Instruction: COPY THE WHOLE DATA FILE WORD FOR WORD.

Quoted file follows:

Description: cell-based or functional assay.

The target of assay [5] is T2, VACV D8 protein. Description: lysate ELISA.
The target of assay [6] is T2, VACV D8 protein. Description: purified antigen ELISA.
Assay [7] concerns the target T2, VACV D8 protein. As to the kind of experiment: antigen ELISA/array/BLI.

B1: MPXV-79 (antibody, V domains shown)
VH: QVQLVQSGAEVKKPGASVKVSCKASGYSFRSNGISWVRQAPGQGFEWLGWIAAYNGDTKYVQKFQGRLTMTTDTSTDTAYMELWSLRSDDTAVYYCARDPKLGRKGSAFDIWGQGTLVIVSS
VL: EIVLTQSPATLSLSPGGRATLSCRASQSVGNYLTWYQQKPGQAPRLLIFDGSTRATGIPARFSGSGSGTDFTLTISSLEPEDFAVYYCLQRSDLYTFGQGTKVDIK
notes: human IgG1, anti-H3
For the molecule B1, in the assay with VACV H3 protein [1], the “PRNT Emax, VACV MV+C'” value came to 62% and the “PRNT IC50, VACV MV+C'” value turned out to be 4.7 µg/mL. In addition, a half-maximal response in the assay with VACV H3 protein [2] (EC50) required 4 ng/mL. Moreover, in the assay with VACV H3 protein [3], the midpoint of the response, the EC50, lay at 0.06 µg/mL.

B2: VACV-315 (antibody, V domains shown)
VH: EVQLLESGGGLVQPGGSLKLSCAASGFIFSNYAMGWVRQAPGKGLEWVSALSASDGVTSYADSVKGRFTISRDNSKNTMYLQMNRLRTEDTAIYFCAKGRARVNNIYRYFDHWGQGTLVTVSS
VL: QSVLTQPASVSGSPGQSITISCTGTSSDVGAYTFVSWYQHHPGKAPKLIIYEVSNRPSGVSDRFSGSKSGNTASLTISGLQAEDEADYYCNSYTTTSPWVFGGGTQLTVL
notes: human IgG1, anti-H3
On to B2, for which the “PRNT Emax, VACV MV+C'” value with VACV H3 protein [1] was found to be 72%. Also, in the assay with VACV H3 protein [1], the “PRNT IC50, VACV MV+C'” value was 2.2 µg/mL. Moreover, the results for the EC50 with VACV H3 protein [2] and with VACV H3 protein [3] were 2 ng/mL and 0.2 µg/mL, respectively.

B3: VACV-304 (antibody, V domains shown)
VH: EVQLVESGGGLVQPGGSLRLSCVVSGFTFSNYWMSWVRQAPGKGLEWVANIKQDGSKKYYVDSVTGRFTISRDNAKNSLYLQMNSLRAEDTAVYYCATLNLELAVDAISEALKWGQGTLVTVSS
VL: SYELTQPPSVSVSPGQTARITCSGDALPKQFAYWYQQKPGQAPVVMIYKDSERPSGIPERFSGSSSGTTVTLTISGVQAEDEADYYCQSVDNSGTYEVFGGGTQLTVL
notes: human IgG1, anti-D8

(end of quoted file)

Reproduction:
Description: cell-based or functional assay.

The target of assay [5] is T2, VACV D8 protein. Description: lysate ELISA.
The target of assay [6] is T2, VACV D8 protein. Description: purified antigen ELISA.
Assay [7] concerns the target T2, VACV D8 protein. As to the kind of experiment: antigen ELISA/array/BLI.

B1: MPXV-79 (antibody, V domains shown)
VH: QVQLVQSGAEVKKPGASVKVSCKASGYSFRSNGISWVRQAPGQGFEWLGWIAAYNGDTKYVQKFQGRLTMTTDTSTDTAYMELWSLRSDDTAVYYCARDPKLGRKGSAFDIWGQGTLVIVSS
VL: EIVLTQSPATLSLSPGGRATLSCRASQSVGNYLTWYQQKPGQAPRLLIFDGSTRATGIPARFSGSGSGTDFTLTISSLEPEDFAVYYCLQRSDLYTFGQGTKVDIK
notes: human IgG1, anti-H3
For the molecule B1, in the assay with VACV H3 protein [1], the “PRNT Emax, VACV MV+C'” value came to 62% and the “PRNT IC50, VACV MV+C'” value turned out to be 4.7 µg/mL. In addition, a half-maximal response in the assay with VACV H3 protein [2] (EC50) required 4 ng/mL. Moreover, in the assay with VACV H3 protein [3], the midpoint of the response, the EC50, lay at 0.06 µg/mL.

B2: VACV-315 (antibody, V domains shown)
VH: EVQLLESGGGLVQPGGSLKLSCAASGFIFSNYAMGWVRQAPGKGLEWVSALSASDGVTSYADSVKGRFTISRDNSKNTMYLQMNRLRTEDTAIYFCAKGRARVNNIYRYFDHWGQGTLVTVSS
VL: QSVLTQPASVSGSPGQSITISCTGTSSDVGAYTFVSWYQHHPGKAPKLIIYEVSNRPSGVSDRFSGSKSGNTASLTISGLQAEDEADYYCNSYTTTSPWVFGGGTQLTVL
notes: human IgG1, anti-H3
On to B2, for which the “PRNT Emax, VACV MV+C'” value with VACV H3 protein [1] was found to be 72%. Also, in the assay with VACV H3 protein [1], the “PRNT IC50, VACV MV+C'” value was 2.2 µg/mL. Moreover, the results for the EC50 with VACV H3 protein [2] and with VACV H3 protein [3] were 2 ng/mL and 0.2 µg/mL, respectively.

B3: VACV-304 (antibody, V domains shown)
VH: EVQLVESGGGLVQPGGSLRLSCVVSGFTFSNYWMSWVRQAPGKGLEWVANIKQDGSKKYYVDSVTGRFTISRDNAKNSLYLQMNSLRAEDTAVYYCATLNLELAVDAISEALKWGQGTLVTVSS
VL: SYELTQPPSVSVSPGQTARITCSGDALPKQFAYWYQQKPGQAPVVMIYKDSERPSGIPERFSGSSSGTTVTLTISGVQAEDEADYYCQSVDNSGTYEVFGGGTQLTVL
notes: human IgG1, anti-D8